A REVIEW ON 1,3-DIPOLAR CYCLOADDITION REACTIONS IN BIOCONJUGATION AND IT S IMPORTANCE IN PHARMACEUTICAL CHEMISTRY

1 INTERNATIONAL JOURNAL OF RESEARCH IN PHARMACY AND CHEMISTRY Available online at Review Article A REVIEW ON 1,3-DIPOLAR CYCLOADDITION REACTIONS IN ...

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Lahiri et al.

IJRPC 2014, 4(2), 467-472

ISSN: 22312781

INTERNATIONAL JOURNAL OF RESEARCH IN PHARMACY AND CHEMISTRY

Review Article

Available online at www.ijrpc.com

A REVIEW ON 1,3-DIPOLAR CYCLOADDITION REACTIONS IN BIOCONJUGATION AND IT’S IMPORTANCE IN PHARMACEUTICAL CHEMISTRY R. Das, N. Majumdar and A. Lahiri* NSHM College of Pharmaceutical Technology, 124, B.L. Saha Road, Kolkata-700053, India.

ABSTRACT 1,3-dipolar Cycloaddition (DC) reactions have emerged as one of the important type of cycloaddition reactions from the view point of chemical and biological industry. Particularly the Azide-Alkyne Cycloaddition, also known as “Click Chemistry” has opened up new challenges in front of medicinal and pharmaceutical chemists. Bioconjugation is a technique of coupling two different biomolecules by covalent linkage, employed for synthesizing protein conjugates, immobilized enzymes and antibodies and also in purification of proteins. In the current work, a discussion is made with the mechanisms of Cu catalyzed Azide-Alkyne Cycloaddition (CuAAC) and Ru catalyzed Azide-Alkyne Cycloaddition (RuAAC) followed by their applicability in bioconjugation techniques. The CuAAC is already gained importance in bioconjugation while the RuAAC shows huge promise for the future. Keywords: Cycloaddition, Bioconjugation, Azide-Alkyne Reaction, Copper, Ruthenium. INTRODUCTION The vibrant dynamics of the pharmaceutical industry has lead to many novel technologies and innovative ideas for development of new chemical entities. Over the past two decades the pericyclic reactions like electrocyclic addition, cycloaddition and sigmatropic rearrangement has gained prime importance among the scientists in relevant field. The most noteworthy among these remains to be 1 Cycloaddition reactions . There are several types of Cycloaddition reactions like (2+2), (4+2), (1+3) etc. An example for the (4+2) cycloaddition reaction is the Diels Alder reaction where a dienophile reacts with a diene at 0 around 25 C to yield cycloaddition adduct which includes anthraquinones, a pharmaceutically important principle present in various plants like Senna, Rhubarb, Cascara, Aloe and responsible for laxative action2-3. In the current work, these authors would like to highlight some of the non-familiar or current cycloaddition reactions and it’s importance to the pharmacy fraternity. Huisgen Cycloaddition: (1,3-Dipolar Cycloaddition) The 1,3-dipolar species includes azomethines, nitrilium, diazoniums and nitrones (given below): H N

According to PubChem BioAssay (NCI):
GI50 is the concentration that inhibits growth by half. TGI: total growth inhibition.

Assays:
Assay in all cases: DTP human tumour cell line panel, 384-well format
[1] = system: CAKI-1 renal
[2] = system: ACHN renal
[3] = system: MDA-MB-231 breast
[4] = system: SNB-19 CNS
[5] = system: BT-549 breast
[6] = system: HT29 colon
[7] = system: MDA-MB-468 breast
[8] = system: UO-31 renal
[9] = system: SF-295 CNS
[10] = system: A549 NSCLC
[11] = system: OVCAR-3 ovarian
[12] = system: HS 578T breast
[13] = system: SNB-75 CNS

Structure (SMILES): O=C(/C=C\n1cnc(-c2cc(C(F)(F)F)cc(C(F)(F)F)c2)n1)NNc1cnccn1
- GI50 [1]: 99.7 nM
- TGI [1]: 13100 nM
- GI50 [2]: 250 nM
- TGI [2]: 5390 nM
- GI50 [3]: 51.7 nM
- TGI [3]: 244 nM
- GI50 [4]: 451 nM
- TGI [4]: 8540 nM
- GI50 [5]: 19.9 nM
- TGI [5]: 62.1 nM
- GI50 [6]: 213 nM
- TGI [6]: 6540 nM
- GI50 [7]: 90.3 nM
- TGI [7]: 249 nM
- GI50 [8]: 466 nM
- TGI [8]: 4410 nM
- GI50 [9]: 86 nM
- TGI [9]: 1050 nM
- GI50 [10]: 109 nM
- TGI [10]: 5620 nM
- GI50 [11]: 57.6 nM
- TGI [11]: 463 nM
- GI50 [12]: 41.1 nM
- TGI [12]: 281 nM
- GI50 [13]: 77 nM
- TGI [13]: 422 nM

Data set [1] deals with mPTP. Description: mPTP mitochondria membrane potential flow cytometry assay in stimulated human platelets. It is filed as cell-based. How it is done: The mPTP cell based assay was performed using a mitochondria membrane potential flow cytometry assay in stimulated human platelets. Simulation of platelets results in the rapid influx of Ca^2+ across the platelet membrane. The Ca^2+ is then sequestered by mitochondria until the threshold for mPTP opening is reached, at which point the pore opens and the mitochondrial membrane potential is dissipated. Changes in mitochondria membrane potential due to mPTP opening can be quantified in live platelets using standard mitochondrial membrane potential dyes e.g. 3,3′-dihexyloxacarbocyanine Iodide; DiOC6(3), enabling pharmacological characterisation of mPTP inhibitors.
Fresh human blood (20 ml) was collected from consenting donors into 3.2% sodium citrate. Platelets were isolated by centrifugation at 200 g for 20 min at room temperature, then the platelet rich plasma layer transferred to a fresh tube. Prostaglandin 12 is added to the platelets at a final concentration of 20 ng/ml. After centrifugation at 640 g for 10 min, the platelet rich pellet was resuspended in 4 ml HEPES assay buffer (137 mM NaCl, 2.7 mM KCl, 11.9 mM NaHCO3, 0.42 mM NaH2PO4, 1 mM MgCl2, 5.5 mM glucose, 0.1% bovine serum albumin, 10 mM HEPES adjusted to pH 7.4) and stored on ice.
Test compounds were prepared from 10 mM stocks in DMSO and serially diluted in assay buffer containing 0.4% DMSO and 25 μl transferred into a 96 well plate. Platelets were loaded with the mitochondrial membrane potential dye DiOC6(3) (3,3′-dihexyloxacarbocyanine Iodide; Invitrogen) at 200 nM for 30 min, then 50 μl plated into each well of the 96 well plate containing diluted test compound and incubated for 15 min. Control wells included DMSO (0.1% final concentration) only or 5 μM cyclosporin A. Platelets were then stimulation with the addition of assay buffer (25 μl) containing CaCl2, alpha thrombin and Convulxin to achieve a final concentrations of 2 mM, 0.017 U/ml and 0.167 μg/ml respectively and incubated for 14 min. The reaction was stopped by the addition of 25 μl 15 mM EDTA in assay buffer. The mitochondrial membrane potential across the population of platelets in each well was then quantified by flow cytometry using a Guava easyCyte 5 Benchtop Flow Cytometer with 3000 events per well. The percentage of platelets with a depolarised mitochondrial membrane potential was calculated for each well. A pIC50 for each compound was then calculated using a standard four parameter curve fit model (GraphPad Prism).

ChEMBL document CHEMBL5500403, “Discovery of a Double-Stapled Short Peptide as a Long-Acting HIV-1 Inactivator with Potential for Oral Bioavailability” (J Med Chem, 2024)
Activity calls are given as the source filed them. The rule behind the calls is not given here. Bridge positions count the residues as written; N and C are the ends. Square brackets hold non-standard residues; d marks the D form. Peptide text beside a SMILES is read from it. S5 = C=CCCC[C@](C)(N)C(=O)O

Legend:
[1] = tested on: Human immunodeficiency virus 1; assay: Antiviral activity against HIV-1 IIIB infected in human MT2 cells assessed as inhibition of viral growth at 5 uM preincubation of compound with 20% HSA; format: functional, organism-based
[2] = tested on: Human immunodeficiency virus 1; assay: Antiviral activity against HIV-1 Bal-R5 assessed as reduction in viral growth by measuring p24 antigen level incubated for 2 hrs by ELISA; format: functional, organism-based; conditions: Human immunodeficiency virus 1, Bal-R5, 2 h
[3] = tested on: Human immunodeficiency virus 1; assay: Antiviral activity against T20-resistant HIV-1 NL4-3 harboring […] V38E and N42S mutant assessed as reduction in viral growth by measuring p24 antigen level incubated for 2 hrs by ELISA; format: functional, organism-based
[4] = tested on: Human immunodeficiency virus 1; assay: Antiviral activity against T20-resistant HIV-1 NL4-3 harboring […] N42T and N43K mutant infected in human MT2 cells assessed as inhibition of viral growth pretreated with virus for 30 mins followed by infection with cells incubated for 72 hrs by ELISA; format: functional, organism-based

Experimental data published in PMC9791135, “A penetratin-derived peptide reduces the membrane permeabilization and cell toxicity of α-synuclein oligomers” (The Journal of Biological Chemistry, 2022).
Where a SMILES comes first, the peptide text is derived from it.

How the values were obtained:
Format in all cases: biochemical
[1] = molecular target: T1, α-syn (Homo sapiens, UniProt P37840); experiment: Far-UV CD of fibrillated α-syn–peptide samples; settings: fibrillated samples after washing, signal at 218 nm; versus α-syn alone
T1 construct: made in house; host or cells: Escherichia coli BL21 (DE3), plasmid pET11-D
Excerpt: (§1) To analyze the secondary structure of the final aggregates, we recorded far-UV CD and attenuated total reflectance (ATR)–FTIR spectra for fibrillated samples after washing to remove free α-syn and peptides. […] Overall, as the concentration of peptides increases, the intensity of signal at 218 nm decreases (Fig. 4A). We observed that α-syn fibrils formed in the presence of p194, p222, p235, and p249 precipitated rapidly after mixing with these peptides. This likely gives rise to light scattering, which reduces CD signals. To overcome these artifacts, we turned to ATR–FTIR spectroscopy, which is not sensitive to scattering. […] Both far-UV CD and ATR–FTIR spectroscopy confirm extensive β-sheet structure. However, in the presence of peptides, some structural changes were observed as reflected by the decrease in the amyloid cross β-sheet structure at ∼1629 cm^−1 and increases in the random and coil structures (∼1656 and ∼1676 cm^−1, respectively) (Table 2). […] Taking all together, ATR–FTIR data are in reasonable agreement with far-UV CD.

H N Z

H 2C

HC N

N N

H N

H 2C

Z

HC

Z

Z

N N

H 2C

Z

N

HC

Z

467

Z = O, NH, CH2

Z

N

Z = O, NH, CH2

Z

N N

Z

Z = O, NH, CH 2

Lahiri et al.

IJRPC 2014, 4(2), 467-472

ISSN: 22312781 1

2

+

3

-

Among these nitrones are the most important species with a general formula R R C=N R O . Nitrones are N-oxide of an imine and a functional group. Though their chemistry is hugely varied, yet they are dominated by their use as 1,3-dipoles in cycloaddition reactions (DC reactions). The most important 1,3-DC of nitrones is the formation of oxazolidines, a five membered heterocycle including three carbon, one oxygen and one nitrogen atom. These can utilized in the synthesis of antibacterial agents like Streptomycin, Nystatin etc. 4 The Huisgen Cycloaddition is basically the reaction of a dipolarophile with a 1,3-dipolar compound that leads to 5-membered heterocycles. Examples of dipolarophiles are alkenes and alkynes and molecules that possess related heteroatom functional groups (such as carbonyls and nitriles). 1,3Dipolar compounds contain one or more heteroatoms and can be described as having at least one mesomeric structure that represents a charged dipole.

Examples of linear, propargyl-allenyl-type dipoles

An example of an allyl-type dipole.

Mechanism of the Huisgen 1,3-Dipolar Cycloaddition

2 π-electrons of the dipolarophile and 4 electrons of the dipolar compound participate in a concerted, pericyclic shift. The addition is stereoconservative (suprafacial), and the reaction is therefore a [2s+4s] cycloaddition similar to the Diels Alder Reaction5. A condition for such a reaction to take place is a certain similarity of the interacting HOMO and LUMO orbitals, depending on the relative orbital energies of both the dipolarophile and the dipole. Electronwithdrawing groups on the dipolarophile normally favour an interaction of the LUMO of the dipolarophile with the HOMO of the dipole that leads to the formation of the new bonds, whereas electron donating groups on the dipolarophile normally favour the inverse of this interaction.

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IJRPC 2014, 4(2), 467-472

Lahiri et al.

ISSN: 22312781

Diazomethane as an electron-rich dipolar compound therefore rapidly reacts with electron-poor 5 alkenes, such as acrylates . The regioselectivity of the reaction depends on electronic and steric effects and is somewhat predictable. For example, the addition of alkynes to azides, which is an interesting reaction for the generation of 1,2,3-triazole libraries by the simple reaction of two molecules leads to regioisomers.6

The reaction has been modified to a more regioselective, copper-catalyzed stepwise process by the Sharpless group, which is no longer a classic Huisgen Cycloaddition. Another approach prefers the 7 use of a directing electron withdrawing group, which is removable later.